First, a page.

Some automotive enthusiasts love new technology and electrified power plants while others prefer the old-school identity and style of retro rides, but there is a growing intersection of these passions.There are a growing number of boutique shops restomodding vehicles, which is to say they’re updating old-looking cars with modern tech. Here’s a shortlist of unique-looking vehicles with plenty of electrons beneath their old-school sheet metal.
While many enthusiasts may know of the old-school 911s re-imagined by Singer Vehicle Designs, few have heard about Voitures Extravert, which turns old ‘70s and ‘80s 911s into EVs. Though based in the Netherlands, the quintessenza SE and TE from Voitures Extravert are a global effort, with the donor vehicle stripped down and rebuilt in Germany (with updated parts, new undercoating protection, and a repaint) while the control system and hardware are designed in California, then all are united in the company’s home base in the Netherlands.
A 59 kWh electric battery feeds a single electric motor in the vehicle. With a peak of 258 horsepower and an incredible 700 pound-feet of torque, the quintessenzas manage to hit 60 MPH in less than six seconds and still feature a curb weight under 3,000 lbs. The top speed is rated for 112 mph, however. The range is approximately 250 miles, and some fast charging options are available, depending on your location.
However appealing the Voitures Extravert quintessenza models are, they’re pretty pricey, with a starting price of around 300,000 euros. There are some ways of importing vehicles to the US, but rules vary from state to state.
Electric conversions aren’t just for sports cars. If you dig off-road-oriented SUVs like the original Land Rover Defenders and Ford Broncos, then you should check out Zero Labs, which converts such trucks into electric-powered icons. While every vehicle Zero Labs creates is essentially bespoke, the conversions feature an 85 kWh battery at the very least, with a range of 200 miles, though there are options for larger batteries up to 100 kWh and at least 235 miles of range. While base conversions feature a 300 horsepower motor powering the rear wheels, buyers can double up and get an additional 300 horsepower motor for the front axle, making for a huge improvement over the originals. The vehicle even features DC fast charging. Beyond the powertrain, Zero Labs also updates the suspension, brakes, seats, paint, and more. The company even features vegan leather for the upholstery.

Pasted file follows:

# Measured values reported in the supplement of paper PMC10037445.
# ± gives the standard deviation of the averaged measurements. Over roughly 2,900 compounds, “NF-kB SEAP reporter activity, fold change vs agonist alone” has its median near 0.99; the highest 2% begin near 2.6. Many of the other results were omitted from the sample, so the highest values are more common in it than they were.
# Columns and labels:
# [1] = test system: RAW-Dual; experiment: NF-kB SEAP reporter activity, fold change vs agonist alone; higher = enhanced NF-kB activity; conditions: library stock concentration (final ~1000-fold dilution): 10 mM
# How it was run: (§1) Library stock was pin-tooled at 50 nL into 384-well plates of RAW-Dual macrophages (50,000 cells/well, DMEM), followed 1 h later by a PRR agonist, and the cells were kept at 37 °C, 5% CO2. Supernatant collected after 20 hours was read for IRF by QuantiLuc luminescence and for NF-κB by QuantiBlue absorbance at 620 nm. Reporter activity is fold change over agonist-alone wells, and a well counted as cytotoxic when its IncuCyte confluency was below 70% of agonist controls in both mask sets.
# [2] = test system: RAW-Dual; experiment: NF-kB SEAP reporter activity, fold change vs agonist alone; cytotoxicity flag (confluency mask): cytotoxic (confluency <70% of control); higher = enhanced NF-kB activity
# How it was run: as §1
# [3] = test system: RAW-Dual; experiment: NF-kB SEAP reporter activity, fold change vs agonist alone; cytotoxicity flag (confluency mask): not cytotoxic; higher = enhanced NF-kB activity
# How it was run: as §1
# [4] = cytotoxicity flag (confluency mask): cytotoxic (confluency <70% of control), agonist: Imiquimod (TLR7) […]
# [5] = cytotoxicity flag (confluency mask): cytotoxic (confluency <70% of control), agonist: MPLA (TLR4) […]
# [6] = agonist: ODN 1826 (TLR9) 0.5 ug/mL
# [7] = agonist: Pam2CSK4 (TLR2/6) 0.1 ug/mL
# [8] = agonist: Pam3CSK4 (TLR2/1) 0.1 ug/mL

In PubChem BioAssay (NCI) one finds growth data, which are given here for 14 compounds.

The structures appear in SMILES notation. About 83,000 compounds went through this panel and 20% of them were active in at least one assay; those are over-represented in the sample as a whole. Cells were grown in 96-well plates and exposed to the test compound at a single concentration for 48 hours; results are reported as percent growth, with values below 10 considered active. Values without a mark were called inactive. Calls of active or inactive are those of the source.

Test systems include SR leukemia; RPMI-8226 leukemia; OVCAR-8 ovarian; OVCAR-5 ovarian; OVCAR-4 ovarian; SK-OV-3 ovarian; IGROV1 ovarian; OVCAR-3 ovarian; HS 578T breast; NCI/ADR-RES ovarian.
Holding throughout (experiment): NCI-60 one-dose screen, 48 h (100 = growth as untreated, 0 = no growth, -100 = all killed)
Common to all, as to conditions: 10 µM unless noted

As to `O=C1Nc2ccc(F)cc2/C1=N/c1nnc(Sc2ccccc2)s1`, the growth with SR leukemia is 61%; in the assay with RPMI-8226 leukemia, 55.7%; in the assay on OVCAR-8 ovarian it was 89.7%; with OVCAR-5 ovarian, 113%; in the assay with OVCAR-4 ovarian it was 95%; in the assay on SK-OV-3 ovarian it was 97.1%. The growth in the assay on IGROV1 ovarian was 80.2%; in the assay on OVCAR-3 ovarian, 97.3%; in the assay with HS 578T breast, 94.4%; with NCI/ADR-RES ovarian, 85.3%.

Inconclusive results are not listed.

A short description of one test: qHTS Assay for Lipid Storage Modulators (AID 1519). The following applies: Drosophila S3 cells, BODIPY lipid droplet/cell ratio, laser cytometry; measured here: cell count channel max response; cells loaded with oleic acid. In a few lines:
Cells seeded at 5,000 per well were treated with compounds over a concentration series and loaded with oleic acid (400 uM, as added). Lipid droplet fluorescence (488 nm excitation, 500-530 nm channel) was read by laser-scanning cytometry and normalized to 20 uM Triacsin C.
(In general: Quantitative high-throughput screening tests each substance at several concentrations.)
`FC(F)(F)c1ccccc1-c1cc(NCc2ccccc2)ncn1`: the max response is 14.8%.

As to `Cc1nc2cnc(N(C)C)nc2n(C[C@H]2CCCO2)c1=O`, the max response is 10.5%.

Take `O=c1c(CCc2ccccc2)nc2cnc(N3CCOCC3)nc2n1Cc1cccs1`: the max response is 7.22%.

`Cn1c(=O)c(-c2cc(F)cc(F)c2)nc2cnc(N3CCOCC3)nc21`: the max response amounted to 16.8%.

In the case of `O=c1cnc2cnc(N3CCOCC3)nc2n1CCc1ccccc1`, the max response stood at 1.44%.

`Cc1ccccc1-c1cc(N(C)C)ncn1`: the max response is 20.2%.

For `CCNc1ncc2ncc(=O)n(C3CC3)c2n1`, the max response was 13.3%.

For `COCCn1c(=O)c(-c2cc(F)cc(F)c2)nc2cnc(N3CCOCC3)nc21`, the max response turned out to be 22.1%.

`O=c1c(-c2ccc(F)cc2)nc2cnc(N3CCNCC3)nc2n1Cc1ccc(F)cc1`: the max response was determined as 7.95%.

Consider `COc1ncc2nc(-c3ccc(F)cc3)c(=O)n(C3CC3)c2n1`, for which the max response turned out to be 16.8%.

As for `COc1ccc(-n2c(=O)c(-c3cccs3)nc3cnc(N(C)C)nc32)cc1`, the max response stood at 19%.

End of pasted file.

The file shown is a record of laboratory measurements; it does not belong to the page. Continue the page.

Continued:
But the real magic going on at Zero Labs is that they are developing an entire electric platform to make conversions and restomods easier. The platform should be able to work not just on classic 4x4s, but pickup trucks, muscle cars, and even sports cars. The Zero Labs even proposes a 30-day transformation time, ensuring a relatively quick process to go from combustible to electron-powered classic. The full details of the new EV platform are expected to debut later this year.
Electric GT is a company that helps complete restomods with their e-Crate System and eGT systems, which integrate everything needed for an EV conversion. The e-Crate systems are designed to be plug-and-play and can be installed without being a certified electrician. The company estimates it takes about 50 hours to install its 413 e-crate system, which is designed to replace an LS series V-8 engine. You can even use OEM or aftermarket motor mounts.